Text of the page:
Greenpeace ends North Sea protest against BP after 12 days
Environmental group Greenpeace has ended its protest in Scotland targeting BP-chartered drilling rig for its UK North Sea drilling operations after twelve days.
Twelve days, three rig occupations and subsequent arrests of eleven activists, and three rig U-turns later, Greenpeace has decided to bring its protest against BP’s drilling plans for the Vorlich field in the UK North Sea to a close with a series of protests targeting the company in Europe and the U.S.
12 days of #BPShutdown have been brought to a close. Teams of activists climbed, swam and sailed to prevent BP’s rig drilling for more oil in the North Sea. It’s been a wild ride and even though the rig has made it to the drill site, it’s not over yet… pic.twitter.com/J6jnTHRifZ
— Greenpeace UK (@GreenpeaceUK) June 20, 2019
In a statement on Thursday, Greenpeace said that its activists had served a ‘People’s Climate Injunctions’ to BP Headquarters in London and Aberdeen calling on BP and the industry to “immediately end the search for new fossil fuels and start a rapid and just transition to become 100% renewable energy companies”.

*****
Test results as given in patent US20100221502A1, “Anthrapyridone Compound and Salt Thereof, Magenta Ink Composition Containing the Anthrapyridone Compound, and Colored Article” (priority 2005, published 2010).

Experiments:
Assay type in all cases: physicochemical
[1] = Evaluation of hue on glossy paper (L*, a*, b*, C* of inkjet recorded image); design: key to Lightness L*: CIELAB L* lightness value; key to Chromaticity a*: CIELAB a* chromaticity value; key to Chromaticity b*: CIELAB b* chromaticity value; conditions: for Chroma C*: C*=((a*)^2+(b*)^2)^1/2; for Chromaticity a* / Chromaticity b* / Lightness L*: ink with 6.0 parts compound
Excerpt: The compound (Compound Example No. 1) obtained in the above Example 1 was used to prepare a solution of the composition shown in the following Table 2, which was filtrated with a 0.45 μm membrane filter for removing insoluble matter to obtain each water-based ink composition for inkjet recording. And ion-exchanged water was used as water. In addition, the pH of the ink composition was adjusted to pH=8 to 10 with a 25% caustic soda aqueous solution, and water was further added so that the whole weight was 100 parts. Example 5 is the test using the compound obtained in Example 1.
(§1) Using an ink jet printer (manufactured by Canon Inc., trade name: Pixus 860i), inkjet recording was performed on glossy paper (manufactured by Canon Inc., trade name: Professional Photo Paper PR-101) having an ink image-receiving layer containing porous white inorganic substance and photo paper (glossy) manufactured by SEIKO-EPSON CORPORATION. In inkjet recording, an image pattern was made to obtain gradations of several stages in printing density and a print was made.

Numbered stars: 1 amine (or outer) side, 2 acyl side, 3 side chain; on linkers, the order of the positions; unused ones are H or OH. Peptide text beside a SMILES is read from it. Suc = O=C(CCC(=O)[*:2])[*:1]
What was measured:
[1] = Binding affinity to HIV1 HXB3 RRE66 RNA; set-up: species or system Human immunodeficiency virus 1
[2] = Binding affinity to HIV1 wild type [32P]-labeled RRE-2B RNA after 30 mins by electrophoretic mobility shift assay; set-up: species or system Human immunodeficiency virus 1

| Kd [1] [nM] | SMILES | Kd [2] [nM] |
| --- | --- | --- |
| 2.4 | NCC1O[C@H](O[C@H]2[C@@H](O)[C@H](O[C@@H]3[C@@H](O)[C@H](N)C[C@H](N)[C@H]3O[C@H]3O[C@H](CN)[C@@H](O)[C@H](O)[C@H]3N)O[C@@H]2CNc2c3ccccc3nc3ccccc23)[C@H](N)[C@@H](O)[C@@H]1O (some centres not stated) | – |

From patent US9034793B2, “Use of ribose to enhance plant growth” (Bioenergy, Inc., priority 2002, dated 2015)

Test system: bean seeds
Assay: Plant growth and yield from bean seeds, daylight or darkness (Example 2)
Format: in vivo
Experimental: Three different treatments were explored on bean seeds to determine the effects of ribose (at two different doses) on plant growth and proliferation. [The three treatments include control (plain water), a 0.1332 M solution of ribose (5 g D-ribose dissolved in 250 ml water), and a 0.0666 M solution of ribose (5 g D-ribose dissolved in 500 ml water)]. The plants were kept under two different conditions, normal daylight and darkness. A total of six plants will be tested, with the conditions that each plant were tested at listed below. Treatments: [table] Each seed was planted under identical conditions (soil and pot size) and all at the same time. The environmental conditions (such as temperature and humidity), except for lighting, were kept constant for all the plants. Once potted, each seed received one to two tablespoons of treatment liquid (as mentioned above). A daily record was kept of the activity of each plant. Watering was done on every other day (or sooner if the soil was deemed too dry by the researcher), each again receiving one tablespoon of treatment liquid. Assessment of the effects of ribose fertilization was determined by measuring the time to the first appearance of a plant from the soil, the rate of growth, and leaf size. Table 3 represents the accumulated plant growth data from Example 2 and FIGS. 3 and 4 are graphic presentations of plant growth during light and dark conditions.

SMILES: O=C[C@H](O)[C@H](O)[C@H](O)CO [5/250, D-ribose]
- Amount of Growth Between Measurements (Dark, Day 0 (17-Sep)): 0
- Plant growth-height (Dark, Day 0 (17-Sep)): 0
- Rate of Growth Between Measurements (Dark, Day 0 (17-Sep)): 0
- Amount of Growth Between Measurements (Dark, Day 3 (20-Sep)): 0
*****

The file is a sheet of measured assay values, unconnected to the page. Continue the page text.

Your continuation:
At the same time the Greenpeace ship the Arctic Sunrise read the injunction directly to the BP-chartered rig over radio.
In Germany, activists protested outside BP’s European headquarters displaying a banner reading “BP Destroys The Climate”. The activists also presented the company with a copy of the injunction. In the U.S., Austria and all over the UK, activists picketed BP petrol stations. The U.S. activists displayed a banner with the message “Climate Emergency”.
The coordinated protests bring to an end 12 days in which Greenpeace thwarted BP’s attempts to use the Transocean-owned Paul B. Loyd, Jr. rig in the North Sea. A series of legal injunctions were brought against Greenpeace, the climbers, and the Arctic Sunrise by BP and its rig contractor Transocean in an attempt to end the protest.
Despite this, three sets of Greenpeace UK climbers prevented BP’s rig from leaving the Cromarty Firth in Scotland for a period of five days. This was followed by a further stand off in the North Sea between the rig and the Greenpeace International ship, the Arctic Sunrise, which prevented the rig from reaching the drill site, including through a Greenpeace International swimmer blocking the rigs path.
Greenpeace is demanding that BP immediately end drilling new wells and switch to only investing in renewable energy. If BP does not do that, Greenpeace says, it should wind down its operations, return cash to investors and go out of business.
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